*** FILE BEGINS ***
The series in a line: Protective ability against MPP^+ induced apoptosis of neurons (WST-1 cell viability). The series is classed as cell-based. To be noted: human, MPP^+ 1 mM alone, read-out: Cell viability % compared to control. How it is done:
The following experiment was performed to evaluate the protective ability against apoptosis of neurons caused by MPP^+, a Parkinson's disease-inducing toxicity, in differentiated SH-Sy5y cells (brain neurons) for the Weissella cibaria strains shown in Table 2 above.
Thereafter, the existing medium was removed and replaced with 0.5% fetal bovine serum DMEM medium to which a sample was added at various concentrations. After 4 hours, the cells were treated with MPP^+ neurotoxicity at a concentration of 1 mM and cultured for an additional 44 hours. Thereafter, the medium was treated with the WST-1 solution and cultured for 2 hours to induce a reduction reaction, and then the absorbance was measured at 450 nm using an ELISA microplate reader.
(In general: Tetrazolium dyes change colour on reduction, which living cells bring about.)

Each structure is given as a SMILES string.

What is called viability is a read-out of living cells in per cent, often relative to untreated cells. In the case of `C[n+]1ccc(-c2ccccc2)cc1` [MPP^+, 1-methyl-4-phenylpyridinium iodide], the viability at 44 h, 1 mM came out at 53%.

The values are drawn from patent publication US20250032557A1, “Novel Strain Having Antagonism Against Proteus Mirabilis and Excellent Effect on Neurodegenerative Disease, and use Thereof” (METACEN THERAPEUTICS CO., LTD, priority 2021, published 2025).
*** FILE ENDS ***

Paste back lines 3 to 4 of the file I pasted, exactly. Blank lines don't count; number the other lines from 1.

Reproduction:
Thereafter, the existing medium was removed and replaced with 0.5% fetal bovine serum DMEM medium to which a sample was added at various concentrations. After 4 hours, the cells were treated with MPP^+ neurotoxicity at a concentration of 1 mM and cultured for an additional 44 hours. Thereafter, the medium was treated with the WST-1 solution and cultured for 2 hours to induce a reduction reaction, and then the absorbance was measured at 450 nm using an ELISA microplate reader.
(In general: Tetrazolium dyes change colour on reduction, which living cells bring about.)